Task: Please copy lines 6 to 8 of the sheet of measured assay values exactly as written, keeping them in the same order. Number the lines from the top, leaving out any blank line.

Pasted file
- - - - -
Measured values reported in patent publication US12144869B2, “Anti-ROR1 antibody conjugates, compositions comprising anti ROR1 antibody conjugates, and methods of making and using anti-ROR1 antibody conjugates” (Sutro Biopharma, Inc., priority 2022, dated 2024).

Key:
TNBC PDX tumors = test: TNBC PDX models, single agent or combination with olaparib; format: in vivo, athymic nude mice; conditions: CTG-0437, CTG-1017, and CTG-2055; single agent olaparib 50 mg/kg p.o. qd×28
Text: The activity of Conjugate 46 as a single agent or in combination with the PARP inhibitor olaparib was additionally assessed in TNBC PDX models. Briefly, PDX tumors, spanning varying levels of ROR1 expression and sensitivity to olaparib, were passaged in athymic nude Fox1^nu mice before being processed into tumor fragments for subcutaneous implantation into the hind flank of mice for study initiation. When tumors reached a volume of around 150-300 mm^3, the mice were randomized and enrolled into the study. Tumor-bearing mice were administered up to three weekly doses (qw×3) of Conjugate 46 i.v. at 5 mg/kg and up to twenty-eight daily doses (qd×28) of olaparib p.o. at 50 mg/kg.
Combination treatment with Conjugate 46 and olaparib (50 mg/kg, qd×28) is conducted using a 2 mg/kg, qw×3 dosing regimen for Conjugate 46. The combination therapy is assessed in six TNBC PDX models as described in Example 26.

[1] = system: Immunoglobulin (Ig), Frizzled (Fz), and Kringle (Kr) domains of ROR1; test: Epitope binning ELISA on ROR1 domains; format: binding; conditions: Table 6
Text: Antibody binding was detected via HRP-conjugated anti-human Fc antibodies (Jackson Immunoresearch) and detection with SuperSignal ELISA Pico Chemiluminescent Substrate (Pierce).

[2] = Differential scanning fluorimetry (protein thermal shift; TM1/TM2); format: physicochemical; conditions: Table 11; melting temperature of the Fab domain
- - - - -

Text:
[1] = system: Immunoglobulin (Ig), Frizzled (Fz), and Kringle (Kr) domains of ROR1; test: Epitope binning ELISA on ROR1 domains; format: binding; conditions: Table 6
Text: Antibody binding was detected via HRP-conjugated anti-human Fc antibodies (Jackson Immunoresearch) and detection with SuperSignal ELISA Pico Chemiluminescent Substrate (Pierce).

[2] = Differential scanning fluorimetry (protein thermal shift; TM1/TM2); format: physicochemical; conditions: Table 11; melting temperature of the Fab domain